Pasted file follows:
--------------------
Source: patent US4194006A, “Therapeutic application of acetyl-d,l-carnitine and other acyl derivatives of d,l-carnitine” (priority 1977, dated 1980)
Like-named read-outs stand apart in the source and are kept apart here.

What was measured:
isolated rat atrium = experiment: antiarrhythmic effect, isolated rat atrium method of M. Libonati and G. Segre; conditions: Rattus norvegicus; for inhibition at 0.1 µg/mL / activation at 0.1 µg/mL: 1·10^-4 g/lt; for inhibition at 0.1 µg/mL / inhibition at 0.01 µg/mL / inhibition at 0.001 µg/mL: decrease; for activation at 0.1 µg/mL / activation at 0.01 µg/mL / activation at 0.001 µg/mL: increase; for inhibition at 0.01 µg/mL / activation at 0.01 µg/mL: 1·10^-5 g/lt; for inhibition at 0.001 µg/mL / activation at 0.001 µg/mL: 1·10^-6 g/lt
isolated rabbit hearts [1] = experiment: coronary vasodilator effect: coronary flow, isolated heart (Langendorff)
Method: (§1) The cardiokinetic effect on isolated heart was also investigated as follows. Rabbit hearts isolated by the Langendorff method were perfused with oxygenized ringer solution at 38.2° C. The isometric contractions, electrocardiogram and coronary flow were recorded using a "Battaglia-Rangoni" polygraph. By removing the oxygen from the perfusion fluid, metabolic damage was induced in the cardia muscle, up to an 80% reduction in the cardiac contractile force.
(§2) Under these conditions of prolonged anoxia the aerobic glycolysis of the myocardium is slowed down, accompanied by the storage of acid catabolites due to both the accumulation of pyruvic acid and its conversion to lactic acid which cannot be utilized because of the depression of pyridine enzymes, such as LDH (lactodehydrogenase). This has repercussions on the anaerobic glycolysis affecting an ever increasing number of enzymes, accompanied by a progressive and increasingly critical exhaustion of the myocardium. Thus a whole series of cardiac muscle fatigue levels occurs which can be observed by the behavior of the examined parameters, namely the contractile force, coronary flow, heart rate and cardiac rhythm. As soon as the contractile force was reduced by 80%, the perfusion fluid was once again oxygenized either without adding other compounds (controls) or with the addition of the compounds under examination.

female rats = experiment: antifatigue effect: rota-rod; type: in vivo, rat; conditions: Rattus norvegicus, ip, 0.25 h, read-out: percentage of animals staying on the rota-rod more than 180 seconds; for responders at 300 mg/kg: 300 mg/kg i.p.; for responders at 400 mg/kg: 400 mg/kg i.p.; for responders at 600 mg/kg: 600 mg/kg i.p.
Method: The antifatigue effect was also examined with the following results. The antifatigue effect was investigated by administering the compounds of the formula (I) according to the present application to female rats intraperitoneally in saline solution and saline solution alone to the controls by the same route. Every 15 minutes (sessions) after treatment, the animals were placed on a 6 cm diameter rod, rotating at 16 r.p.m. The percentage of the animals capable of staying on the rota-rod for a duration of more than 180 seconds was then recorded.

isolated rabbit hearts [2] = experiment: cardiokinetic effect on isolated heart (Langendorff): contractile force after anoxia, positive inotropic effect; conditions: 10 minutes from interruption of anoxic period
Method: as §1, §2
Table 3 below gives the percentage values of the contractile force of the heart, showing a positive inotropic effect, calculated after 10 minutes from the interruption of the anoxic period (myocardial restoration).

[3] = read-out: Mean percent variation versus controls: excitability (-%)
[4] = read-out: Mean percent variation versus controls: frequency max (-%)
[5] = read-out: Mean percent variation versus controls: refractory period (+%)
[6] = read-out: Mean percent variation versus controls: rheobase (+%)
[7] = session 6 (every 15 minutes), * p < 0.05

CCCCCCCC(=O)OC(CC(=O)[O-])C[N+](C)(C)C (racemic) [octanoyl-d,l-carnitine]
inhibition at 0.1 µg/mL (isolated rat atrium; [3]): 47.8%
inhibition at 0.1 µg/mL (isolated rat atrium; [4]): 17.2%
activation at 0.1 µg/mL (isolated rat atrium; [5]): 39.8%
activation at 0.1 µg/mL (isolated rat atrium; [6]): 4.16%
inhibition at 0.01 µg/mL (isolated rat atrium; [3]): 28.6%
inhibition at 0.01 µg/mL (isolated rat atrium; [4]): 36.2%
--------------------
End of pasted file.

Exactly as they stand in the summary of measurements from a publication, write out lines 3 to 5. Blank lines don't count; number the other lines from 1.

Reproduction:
What was measured:
isolated rat atrium = experiment: antiarrhythmic effect, isolated rat atrium method of M. Libonati and G. Segre; conditions: Rattus norvegicus; for inhibition at 0.1 µg/mL / activation at 0.1 µg/mL: 1·10^-4 g/lt; for inhibition at 0.1 µg/mL / inhibition at 0.01 µg/mL / inhibition at 0.001 µg/mL: decrease; for activation at 0.1 µg/mL / activation at 0.01 µg/mL / activation at 0.001 µg/mL: increase; for inhibition at 0.01 µg/mL / activation at 0.01 µg/mL: 1·10^-5 g/lt; for inhibition at 0.001 µg/mL / activation at 0.001 µg/mL: 1·10^-6 g/lt
isolated rabbit hearts [1] = experiment: coronary vasodilator effect: coronary flow, isolated heart (Langendorff)